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Wednesday, January 19, 2011

"Half-Way There": A Look at Enoki Films USA's Catalog Part 3

And it's a three-peat!  What can I say...  Enoki Films USA's site died moths after these posts went up.

Well, here we are. This is the third and last part of my look at the titles in Enoki Films USA's catalog that should really be given a look at. We end off this look with the Sci-fi & Manga category, which I think is actually the smallest category within Enoki's catalog. So let's not waste time and let's go straight in:

8 Man After (4 episodes)
8 Man is an older property, having debuted on TV back in 1963 after the manga already had finished its run in Shonen Magazine. In 1965 it was brought over to North America under the name Tobor the Eighth Man and is, in a sense, the Japanese equivalent to Robocop, though it predates that movie series by a good 20 years or so. But the similarity is there in that they both are about a man who was turned into a cyborg cop. In 1993 a sequel OVA was made called 8 Man After, which is about a brand new 8 Man, but this new hero is a much more willing to be violent than the original was. Streamline licensed the OVA and produced an English dub, and in 2001 Image Entertainment released the OVA on DVD as the "Perfect Collection"... A Perfect Collection that didn't have the original Japanese version in it at all. It's usually interesting to see a new version of an older property, and since the anime adaptation of the recent 8 Man Infinity manga is still in development hell a re-release of 8 Man After that actually has both the English dub and the original Japanese version would be cool to see.

[3/2015 UPDATE: Well, it took about five years since I first did this post (& the dissolution of Enoki USA), but Enoki Films looks to be working with a new anime company of choice, Discotek Media! Later this year, Discotek will be giving 8 Man After a new DVD release, done in the original OVA format instead of Streamline's movie edit, but while also being a dual-audio release, like I had hoped for.]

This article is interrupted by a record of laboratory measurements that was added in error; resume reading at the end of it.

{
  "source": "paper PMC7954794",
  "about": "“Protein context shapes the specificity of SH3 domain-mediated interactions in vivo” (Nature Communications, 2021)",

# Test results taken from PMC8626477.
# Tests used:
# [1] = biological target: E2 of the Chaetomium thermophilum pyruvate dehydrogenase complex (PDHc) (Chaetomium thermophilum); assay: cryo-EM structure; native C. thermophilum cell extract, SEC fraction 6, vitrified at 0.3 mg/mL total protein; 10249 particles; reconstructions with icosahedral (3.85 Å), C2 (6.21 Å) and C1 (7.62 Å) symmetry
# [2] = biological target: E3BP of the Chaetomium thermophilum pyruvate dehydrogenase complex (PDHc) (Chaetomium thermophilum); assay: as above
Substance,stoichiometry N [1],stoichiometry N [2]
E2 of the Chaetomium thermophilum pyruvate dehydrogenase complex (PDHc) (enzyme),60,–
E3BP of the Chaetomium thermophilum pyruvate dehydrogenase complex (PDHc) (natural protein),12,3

Makyou Densetsu Acrobunch (24 episodes)
In the early 1980s mech animes were either all about taking place in space or about a war between humans (or a war between humans and aliens). While Acrobunch didn't change any of that in the long run, the idea behind it was certainly different and is still fairly original to this day. The people behind the show were heavily influenced by the high-adventure movie craze Hollywood was having after the success of Raiders of the Lost Ark in 1981. The simplest way to describe Acrobunch would be to take Indiana Jones, give him five kids ranging in age from teens to young adults, send them on a world-spanning adventure for treasure, and give them all vehicles that can then combine into a giant super robot. Oh, and replace the Nazis with an evil group called the Goblin Clan. If that doesn't sound awesome then I don't know what does! Fans of the Super Robot Wars video game series might recognize Acrobunch as being one of the shows that's exclusive to the SRW Compact 3 game for the Wonderswan Color/SwanCrystal. Though it's barely used in the game, the Acrobunch itself is a cool mech to have and I would love to see this show with English subtitles.

Ginga Senpuu Braiger (39 episodes)
The J9 Series was a trilogy of mech animes that ran from 1981 to 1984 and differed from the usual mech animes of the time in that they had a truly original style to them. It's rumored that Monkey Punch was involved in these shows, but the simple truth is that character designer, the late Kazuo Komatsubara, was only heavily inspired by Monkey Punch, but there's no denying that the characters in this series definitely look like they could be from Lupin the 3rdBraiger is the first show in the series and is about J9, a mercenary group that's willing to do any job as long as it's for the right price. Going solely off of the show's appearances in Super Robot Wars (Alpha Gaiden, GC/XO, and Neo) you can tell that this show would be great fun to watch solely because J9 itself is just an enjoyable group to watch and listen to. They may be a mercenary group that has no use for mercy, but they are a quartet of personalities that you just can't help but watch. Also, Braiger's opening theme is one of the most addicting songs ever in the history of anime openings; from the narrator's description of how J9 operates to the song itself you can't help but always listen to it. Two episodes have been fansubbed a while ago, but I would immediately pre-order a release of this show if it ever appeared on Right Stuf's website.

Ginga Reppuu Baxinger (39 episodes)
Baxinger is the second title in the J9 Series, and while it's the least appealing of the series to me personally I'll still include it and I admit that I would still buy this show if it was ever released. While Braiger was an original story, Baxinger's story of a group called J9-II is based on the legend of the 47 Ronin, which is a popular folktale in Japan. Apparently the show also has a surprising ending to it, but I don't know anything else aside from that. As for me, the simple fact that the voices of the J9 crew return to voice four of the five members of J9-II would be enough to make me watch it if it was available with English subtitles. Also, Baxinger does have a really cool insert song in the form of "LETSU", so that helps too.